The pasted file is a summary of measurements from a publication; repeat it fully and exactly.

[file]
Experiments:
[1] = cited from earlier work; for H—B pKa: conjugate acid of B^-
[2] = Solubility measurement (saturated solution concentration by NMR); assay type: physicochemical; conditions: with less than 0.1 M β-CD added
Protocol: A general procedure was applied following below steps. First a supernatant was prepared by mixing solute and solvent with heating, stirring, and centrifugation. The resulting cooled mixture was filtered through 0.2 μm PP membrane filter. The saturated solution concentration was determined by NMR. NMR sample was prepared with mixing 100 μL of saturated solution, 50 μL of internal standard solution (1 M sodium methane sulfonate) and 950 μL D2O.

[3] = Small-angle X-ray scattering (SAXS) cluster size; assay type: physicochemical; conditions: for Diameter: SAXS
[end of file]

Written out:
Experiments:
[1] = cited from earlier work; for H—B pKa: conjugate acid of B^-
[2] = Solubility measurement (saturated solution concentration by NMR); assay type: physicochemical; conditions: with less than 0.1 M β-CD added
Protocol: A general procedure was applied following below steps. First a supernatant was prepared by mixing solute and solvent with heating, stirring, and centrifugation. The resulting cooled mixture was filtered through 0.2 μm PP membrane filter. The saturated solution concentration was determined by NMR. NMR sample was prepared with mixing 100 μL of saturated solution, 50 μL of internal standard solution (1 M sodium methane sulfonate) and 950 μL D2O.

[3] = Small-angle X-ray scattering (SAXS) cluster size; assay type: physicochemical; conditions: for Diameter: SAXS